New Bolton Center Free Lecture on Managing the High-risk Pregnancy
Thursday, October 06, 2011
[October 6, 2011; Kennett Square, PA] –On Tuesday, November 1st New Bolton Center will present Managing the high-risk pregnancy: broodmares in the third trimester. The lecture is part of the First Tuesdays Lecture Series at the University of Pennsylvania’s School of Veterinary Medicine at New Bolton Center in Kennett Square, PA. The series offers the public open lectures on equine topics, at no charge, the first Tuesday of each month.
The November 1st lecture will be presented in New Bolton Center’s Alumni Hall by Michelle Abraham, BSc BVMS, a resident in large animal internal medicine at New Bolton Center. Dr. Abraham completed an internship in the neonatal intensive care unit at New Bolton Center before beginning her residency. She has had extensive experience on breeding farms in Kentucky and the United Kingdom, with a focus on foaling mares and newborn foals.
The presentation will begin with an overview of what occurs in the normal mare and fetus during late gestation. Dr. Abraham will then address high-risk pregnancies. Topics will include factors that can impact the late-term mare and fetus; how to recognize when there is a problem, or potential for a problem; managing, treating and supporting the mare and her fetus; and ways to prevent problems during late-term gestation in the mare.
The First Tuesday Lecture Series offers faculty and clinicians at New Bolton Center an opportunity to share current information on topics of interest and relevance to horse owners and caregivers throughout the region. Upcoming lecture topics include ultrasound exams (December), nuclear scintigraphy (January), and colic in three-dimensions (February).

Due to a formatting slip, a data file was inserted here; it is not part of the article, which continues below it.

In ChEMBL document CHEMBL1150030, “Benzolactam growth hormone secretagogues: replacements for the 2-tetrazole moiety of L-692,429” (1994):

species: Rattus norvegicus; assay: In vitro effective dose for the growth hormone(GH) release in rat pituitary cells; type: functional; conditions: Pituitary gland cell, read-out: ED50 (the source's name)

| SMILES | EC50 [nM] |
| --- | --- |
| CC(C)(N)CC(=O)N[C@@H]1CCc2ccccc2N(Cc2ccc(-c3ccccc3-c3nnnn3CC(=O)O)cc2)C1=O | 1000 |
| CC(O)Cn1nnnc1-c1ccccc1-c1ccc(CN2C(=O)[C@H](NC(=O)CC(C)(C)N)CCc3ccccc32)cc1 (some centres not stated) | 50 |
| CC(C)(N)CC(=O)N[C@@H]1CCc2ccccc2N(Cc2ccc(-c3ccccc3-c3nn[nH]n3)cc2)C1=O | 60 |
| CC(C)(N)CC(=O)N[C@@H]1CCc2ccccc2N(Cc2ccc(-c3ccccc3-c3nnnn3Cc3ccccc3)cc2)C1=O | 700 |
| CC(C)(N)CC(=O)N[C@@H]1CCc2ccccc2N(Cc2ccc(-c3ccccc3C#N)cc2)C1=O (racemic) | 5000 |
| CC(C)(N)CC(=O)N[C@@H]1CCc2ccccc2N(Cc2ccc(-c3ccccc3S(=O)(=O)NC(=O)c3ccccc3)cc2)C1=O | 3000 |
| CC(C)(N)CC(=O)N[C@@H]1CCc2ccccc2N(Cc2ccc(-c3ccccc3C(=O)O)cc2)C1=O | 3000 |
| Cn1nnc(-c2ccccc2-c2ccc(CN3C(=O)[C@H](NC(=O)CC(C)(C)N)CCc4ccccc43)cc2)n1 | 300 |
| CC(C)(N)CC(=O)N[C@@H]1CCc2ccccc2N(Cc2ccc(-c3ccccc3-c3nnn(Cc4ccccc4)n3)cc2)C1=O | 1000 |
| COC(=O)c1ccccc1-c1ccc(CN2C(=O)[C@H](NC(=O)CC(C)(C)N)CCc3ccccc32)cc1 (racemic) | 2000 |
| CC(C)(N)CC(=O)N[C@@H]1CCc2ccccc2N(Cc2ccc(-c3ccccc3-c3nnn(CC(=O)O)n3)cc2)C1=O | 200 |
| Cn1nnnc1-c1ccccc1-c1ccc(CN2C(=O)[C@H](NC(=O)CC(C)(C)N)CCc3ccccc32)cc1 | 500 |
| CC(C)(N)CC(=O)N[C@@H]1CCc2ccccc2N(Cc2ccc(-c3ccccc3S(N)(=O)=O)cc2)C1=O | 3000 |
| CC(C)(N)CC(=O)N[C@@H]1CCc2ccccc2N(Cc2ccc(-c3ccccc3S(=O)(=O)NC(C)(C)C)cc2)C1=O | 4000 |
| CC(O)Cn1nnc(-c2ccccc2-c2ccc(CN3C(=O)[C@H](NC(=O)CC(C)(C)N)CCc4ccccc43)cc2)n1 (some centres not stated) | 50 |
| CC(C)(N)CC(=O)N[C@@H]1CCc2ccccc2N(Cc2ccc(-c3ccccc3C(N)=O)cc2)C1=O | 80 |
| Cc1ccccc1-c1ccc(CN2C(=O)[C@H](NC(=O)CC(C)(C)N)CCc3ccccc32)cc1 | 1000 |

For a complete list of scheduled lectures visit http://www.vet.upenn.edu/FirstTuesdays.
Though the lectures are free, seating is limited. Please RSVP to email@example.com.
Penn's School of Veterinary Medicine is one of the world's premier veterinary schools. Founded in 1884, the School was built on the concept of Many Species, One Medicine. The birthplace of veterinary specialties, the School serves a distinctly diverse array of animal patients, from pets to horses to farm animals at our two campuses. In Philadelphia, on Penn's campus, are the Matthew J. Ryan Veterinary Hospital for companion animals, as well as classrooms, laboratories and the School's administrative offices. The large-animal facility, New Bolton Center, in Kennett Square, Pa., encompasses hospital facilities for the care of horses and food animals as well as diagnostic laboratories serving the agriculture industry. The School has successfully integrated scholarship and scientific discovery with all aspects of veterinary medical education.
Visit us on-line at www.vet.upenn.edu